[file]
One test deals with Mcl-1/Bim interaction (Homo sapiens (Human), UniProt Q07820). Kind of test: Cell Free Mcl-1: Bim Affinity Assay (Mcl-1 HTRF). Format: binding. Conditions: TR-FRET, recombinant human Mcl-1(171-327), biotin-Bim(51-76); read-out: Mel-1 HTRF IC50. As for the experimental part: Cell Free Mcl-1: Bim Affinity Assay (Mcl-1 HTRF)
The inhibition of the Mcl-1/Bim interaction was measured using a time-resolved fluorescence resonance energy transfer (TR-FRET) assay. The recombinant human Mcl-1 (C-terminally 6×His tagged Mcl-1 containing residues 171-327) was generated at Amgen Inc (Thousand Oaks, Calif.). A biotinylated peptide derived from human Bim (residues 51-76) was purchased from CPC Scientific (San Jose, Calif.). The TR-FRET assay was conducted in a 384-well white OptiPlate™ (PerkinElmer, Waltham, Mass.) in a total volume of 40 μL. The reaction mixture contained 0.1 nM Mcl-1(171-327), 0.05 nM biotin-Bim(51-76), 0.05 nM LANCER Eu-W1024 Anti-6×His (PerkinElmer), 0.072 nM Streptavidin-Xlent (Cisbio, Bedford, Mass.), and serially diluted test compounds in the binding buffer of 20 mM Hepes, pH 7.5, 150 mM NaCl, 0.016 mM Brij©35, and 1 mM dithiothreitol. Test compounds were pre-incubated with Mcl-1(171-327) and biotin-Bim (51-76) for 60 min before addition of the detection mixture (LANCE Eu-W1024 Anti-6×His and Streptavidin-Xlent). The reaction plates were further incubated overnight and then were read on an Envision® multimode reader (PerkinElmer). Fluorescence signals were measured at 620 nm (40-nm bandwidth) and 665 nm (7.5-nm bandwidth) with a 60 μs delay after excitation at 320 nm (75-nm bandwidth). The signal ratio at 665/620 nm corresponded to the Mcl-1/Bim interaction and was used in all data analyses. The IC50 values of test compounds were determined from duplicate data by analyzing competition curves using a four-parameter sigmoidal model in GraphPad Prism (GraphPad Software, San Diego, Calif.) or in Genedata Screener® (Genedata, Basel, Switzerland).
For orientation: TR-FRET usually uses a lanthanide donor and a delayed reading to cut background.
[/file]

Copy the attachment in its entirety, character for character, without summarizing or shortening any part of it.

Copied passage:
One test deals with Mcl-1/Bim interaction (Homo sapiens (Human), UniProt Q07820). Kind of test: Cell Free Mcl-1: Bim Affinity Assay (Mcl-1 HTRF). Format: binding. Conditions: TR-FRET, recombinant human Mcl-1(171-327), biotin-Bim(51-76); read-out: Mel-1 HTRF IC50. As for the experimental part: Cell Free Mcl-1: Bim Affinity Assay (Mcl-1 HTRF)
The inhibition of the Mcl-1/Bim interaction was measured using a time-resolved fluorescence resonance energy transfer (TR-FRET) assay. The recombinant human Mcl-1 (C-terminally 6×His tagged Mcl-1 containing residues 171-327) was generated at Amgen Inc (Thousand Oaks, Calif.). A biotinylated peptide derived from human Bim (residues 51-76) was purchased from CPC Scientific (San Jose, Calif.). The TR-FRET assay was conducted in a 384-well white OptiPlate™ (PerkinElmer, Waltham, Mass.) in a total volume of 40 μL. The reaction mixture contained 0.1 nM Mcl-1(171-327), 0.05 nM biotin-Bim(51-76), 0.05 nM LANCER Eu-W1024 Anti-6×His (PerkinElmer), 0.072 nM Streptavidin-Xlent (Cisbio, Bedford, Mass.), and serially diluted test compounds in the binding buffer of 20 mM Hepes, pH 7.5, 150 mM NaCl, 0.016 mM Brij©35, and 1 mM dithiothreitol. Test compounds were pre-incubated with Mcl-1(171-327) and biotin-Bim (51-76) for 60 min before addition of the detection mixture (LANCE Eu-W1024 Anti-6×His and Streptavidin-Xlent). The reaction plates were further incubated overnight and then were read on an Envision® multimode reader (PerkinElmer). Fluorescence signals were measured at 620 nm (40-nm bandwidth) and 665 nm (7.5-nm bandwidth) with a 60 μs delay after excitation at 320 nm (75-nm bandwidth). The signal ratio at 665/620 nm corresponded to the Mcl-1/Bim interaction and was used in all data analyses. The IC50 values of test compounds were determined from duplicate data by analyzing competition curves using a four-parameter sigmoidal model in GraphPad Prism (GraphPad Software, San Diego, Calif.) or in Genedata Screener® (Genedata, Basel, Switzerland).
For orientation: TR-FRET usually uses a lanthanide donor and a delayed reading to cut background.